- Exercise regularly. Regular exercise can increase energy levels, even among people suffering from medical conditions that cause fatigue. Plus, exercise can help improve your mood and make you feel mentally more energized. In addition, low- to moderate-intensity exercise helps decrease stress hormones, which can help you sleep better so you feel more refreshed the next day. Choose activities that you enjoy. For example, you can take a short walk during your lunch break or try a yoga class. The important thing is to find something that you can do regularly. Just don’t overexercise, which can tax your adrenals. Listen to your body.
- Remove clutter. Clutter literally increases your cortisol level! When we have a lot of clutter in our homes, it has the effect of distracting us and can even cause chronic restlessness, weigh you down emotionally, and cause fatigue. While I’m a huge fan of the KonMari method of tidying, I realize that sometimes this method is not feasible for everyone. If you are not able to discard clutter and organize your space in one session, try cleaning up a small cluttered area, then notice your mood and energy level. I personally make sure that my kitchen and sink area are clean and organized before going to bed even when I haven’t managed to clear clutter in the rest of the house. That one focus of order does me a world of good!
- Resolve unhealthy emotions. There are many ways to release negative emotions. Some techniques you can try include tapping (EFT), energy-clearing modalities, and using Divine Love Establishing a mindfulness practice, such as RAIN, can also be a great way to acknowledge and release difficult emotions. RAIN stands for: (R) recognition of the negative thoughts arising; (A) acceptance of their existence; (I) inquiry into their underlying nature (The inquiry is a contemplative process. You can inquire into how you are experiencing the emotions in your body or what these emotions are causing in your life.); and (N) nourishment of self, where you detach from, or stop identifying with, the negative emotion. Another great tool is cognitive-behavioral therapy (CBT). One of the very best ways to off-load stress is to express how you feel creatively. You can try writing, singing, dancing, painting, or acting out your fatigue and emotions. This takes the energy out of your body and leaves you feeling much more energized. I did something called “process painting” for about a year. There is nothing like putting on soothing music and simply putting paint on canvas or paper with no prior plan. It’s very therapeutic. I even sold one of the paintings!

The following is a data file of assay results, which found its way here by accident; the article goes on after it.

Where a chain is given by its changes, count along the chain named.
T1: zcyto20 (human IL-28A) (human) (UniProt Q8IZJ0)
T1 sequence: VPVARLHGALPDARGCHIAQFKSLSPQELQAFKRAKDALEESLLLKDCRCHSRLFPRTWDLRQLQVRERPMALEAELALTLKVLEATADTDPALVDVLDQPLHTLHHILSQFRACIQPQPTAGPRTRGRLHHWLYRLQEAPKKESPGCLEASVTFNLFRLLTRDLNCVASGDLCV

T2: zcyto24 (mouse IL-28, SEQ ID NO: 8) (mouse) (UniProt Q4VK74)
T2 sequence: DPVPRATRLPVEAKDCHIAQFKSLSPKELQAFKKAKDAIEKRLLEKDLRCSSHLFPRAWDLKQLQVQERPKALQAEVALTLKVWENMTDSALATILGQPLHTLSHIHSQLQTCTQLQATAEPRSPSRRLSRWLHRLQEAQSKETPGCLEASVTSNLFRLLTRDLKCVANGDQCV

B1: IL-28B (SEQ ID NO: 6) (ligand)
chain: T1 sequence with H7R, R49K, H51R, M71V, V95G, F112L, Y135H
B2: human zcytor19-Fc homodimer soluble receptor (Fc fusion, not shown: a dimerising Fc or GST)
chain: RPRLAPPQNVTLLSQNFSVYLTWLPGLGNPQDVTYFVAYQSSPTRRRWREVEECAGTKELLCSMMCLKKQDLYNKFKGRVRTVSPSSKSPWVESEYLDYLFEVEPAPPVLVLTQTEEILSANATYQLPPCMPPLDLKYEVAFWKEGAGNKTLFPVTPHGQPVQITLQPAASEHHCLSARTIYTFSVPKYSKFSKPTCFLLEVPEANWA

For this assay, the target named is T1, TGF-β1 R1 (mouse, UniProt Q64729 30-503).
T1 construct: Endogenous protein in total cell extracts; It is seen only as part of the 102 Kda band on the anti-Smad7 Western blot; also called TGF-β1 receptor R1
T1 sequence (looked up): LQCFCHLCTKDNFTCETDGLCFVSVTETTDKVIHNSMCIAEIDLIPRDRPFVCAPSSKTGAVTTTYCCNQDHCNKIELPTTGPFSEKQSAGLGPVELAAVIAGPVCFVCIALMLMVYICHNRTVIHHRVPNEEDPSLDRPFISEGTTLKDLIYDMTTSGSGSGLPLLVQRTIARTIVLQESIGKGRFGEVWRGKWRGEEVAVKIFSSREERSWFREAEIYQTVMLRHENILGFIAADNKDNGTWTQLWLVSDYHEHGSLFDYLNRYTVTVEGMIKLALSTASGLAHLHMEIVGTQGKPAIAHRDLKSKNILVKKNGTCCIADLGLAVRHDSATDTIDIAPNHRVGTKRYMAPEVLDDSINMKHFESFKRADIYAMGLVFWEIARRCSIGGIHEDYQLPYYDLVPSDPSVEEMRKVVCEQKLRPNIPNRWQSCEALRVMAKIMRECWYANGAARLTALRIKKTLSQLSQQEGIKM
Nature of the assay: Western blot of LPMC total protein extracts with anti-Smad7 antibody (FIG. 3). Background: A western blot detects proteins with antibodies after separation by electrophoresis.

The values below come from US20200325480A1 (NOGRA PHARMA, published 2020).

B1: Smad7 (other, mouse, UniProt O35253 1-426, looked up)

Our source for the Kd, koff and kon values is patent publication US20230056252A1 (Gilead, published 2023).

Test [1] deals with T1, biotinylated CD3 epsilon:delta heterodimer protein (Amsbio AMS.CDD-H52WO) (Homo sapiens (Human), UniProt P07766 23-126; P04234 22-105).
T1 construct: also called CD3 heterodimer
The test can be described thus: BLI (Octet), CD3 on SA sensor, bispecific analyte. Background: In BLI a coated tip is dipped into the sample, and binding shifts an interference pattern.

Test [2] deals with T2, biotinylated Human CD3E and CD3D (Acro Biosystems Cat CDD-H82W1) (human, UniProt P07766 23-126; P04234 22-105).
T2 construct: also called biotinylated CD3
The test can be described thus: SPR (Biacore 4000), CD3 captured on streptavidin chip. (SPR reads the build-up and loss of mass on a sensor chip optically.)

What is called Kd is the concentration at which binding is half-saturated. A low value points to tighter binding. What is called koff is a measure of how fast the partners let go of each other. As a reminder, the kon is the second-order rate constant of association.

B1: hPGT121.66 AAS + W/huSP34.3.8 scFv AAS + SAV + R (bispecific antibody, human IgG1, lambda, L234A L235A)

- Develop a bedtime ritual. Establishing a bedtime ritual can help you combat fatigue caused by lack of quality sleep. Some things you can do as part of your sleep ritual include turning off all electronics at least an hour before you go to sleep, taking an Epsom salt bath with lavender essential oil, avoiding difficult conversations, going to bed and waking up at the same time every day including weekends, avoiding caffeine and alcohol close to bedtime, and making sure your bedroom is the right temperature.
- Do a short detox. If your liver isn’t functioning well—whether due to medications, dietary stress, alcohol use, or everyday low-level toxin buildup—you can experience fatigue. Along with eating a healthy diet, you may consider trying a short detox cleanse.
- Balance your hormones. At perimenopause, skipping ovulations and having progesterone levels that are very low and estrogen levels that are high can cause your body to convert estrogen into stress hormones. Hormone support—either via prescription or herbs like Pueraria mirifica—can help while you work on the other aspects of your life that may be contributing to fatigue.
Do you experience fatigue? If so, what are you doing to improve your energy levels?